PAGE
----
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Registry of Interpreters for the Deaf :

Katie Caillavet
November 11, 2001


Registry of Interpreters for the Deaf

         It is hard for a young person to imagine a time when a structured system for interpreting for the deaf was not common practice.  Believe it or not, the founding of the Registry of Interpreters for the Deaf took place only decades ago at a workshop at Ball State Teachers College on June 14, 1964.  Biographer of RID's history, Lou Fant, was once quoted saying "The interpreter scene prior to 1964 was so vastly different from that which exists today that that it is a strain on the imagination to contemplate it. We did not work as interpreters, but rather volunteered our services as our schedules permitted.  If we received any compensation it was freely given and happily accepted, but not expected (www.rid.org)."
         The Registry of Interpreters for the Deaf is a nationwide organization with Chapters in all of the fifty states.  Each chapter has its own ideas and practices, but all of them share the same common goals.  The Texas division, named the Texas Society of Interpreting for the Deaf, was established on Nov. 16, 1963 and is located in Austin.  Some of the better known chapters include the Sacramento Valley division and the Potomac chapter, serving Maryland and the District of Columbia.  These establishments work just as any other non-profit organizations.  Membership is based upon participation and involvement in the deaf community.  Each person must submit an official application form and must pay the appropriate dues.  Each year the member has the chance to renew his or her membership.  There are a number of purposes for the Registry of Interpreters for the Deaf.  The first, and probably the most important purpose is to further the development of effective communication skills in interpreting and transliterating.  Also, RID is involved in the exchanging of ideas, opinions, and experiences concerning interpreting.  Members can discuss any problems they may have or voice questions concerning their work.  Members are also provided with information on speakers, workshops and classes available to them.  Altogether they strive for the attainment of the highest standards in these communication skills.  Acting as a whole, members of RID help to support the rights of Deaf and Hearing people.  They also work to improve professional and ethical standards for interpreters.  In addition, RID administers the National Testing System that certifies interpreters.  RID prides itself in working to provide the "three Q's" of interpreting: Quantity, Qualifications and Quality, or more commonly referred to as the RID Triad (www.rid.org ).  This consists of:  training for new and professional Interpreters through the Professional Development Committee (PDC), and the Certification Maintenance Program, continued certification through RID's National Testing System, and self-regulation through a national Ethical Practices System (www.rid.org ).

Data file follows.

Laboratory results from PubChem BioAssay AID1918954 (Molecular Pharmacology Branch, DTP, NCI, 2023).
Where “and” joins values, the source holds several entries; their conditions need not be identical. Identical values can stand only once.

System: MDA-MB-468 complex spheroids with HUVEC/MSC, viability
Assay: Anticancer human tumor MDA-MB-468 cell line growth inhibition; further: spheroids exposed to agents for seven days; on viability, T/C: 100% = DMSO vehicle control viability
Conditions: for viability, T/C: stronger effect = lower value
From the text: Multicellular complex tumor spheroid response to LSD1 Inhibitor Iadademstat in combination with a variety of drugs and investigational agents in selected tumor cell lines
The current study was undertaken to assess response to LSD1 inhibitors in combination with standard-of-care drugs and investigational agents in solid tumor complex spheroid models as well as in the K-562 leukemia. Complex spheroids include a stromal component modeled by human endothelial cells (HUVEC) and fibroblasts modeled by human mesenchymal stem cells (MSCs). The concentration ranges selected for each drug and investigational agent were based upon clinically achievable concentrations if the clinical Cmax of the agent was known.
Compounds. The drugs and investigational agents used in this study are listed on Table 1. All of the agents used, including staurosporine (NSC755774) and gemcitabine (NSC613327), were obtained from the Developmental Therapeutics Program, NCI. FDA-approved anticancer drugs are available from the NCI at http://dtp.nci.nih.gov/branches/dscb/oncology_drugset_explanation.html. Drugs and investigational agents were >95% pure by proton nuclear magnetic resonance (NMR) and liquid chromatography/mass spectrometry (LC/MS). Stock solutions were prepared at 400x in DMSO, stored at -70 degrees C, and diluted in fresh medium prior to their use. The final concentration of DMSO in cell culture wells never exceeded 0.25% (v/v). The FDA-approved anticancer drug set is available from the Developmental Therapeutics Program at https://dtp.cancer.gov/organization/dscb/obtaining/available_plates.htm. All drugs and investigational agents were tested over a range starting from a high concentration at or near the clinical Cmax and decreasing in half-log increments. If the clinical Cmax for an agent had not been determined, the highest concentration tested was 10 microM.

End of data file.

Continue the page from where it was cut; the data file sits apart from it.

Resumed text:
Even though the Registry of Interpreters for the Deaf has only recently been established, people all over the world, Deaf and Hearing alike, have greatly benefited from its creation.  The goal of RID is to promote the profession of interpreting and transliterating American Sign Language and English and this goal is being accomplished everyday through new people taking up ASL everyday and new memberships to RID. 

Bibliography

Potomac Chapter Registry of Interpreters for the Deaf.  Retrieved Nov. 10, 2001.
         <http://www.pcrid.org> .
Registry of Interpreters for the Deaf.  Retrieved Nov. 10, 2001.
         <http://www.rid.org> .
Sacramento Valley Registry of Interpreters for the Deaf.  Retrieved Nov. 10, 2001.
         <http://www.savrid.org> .

 


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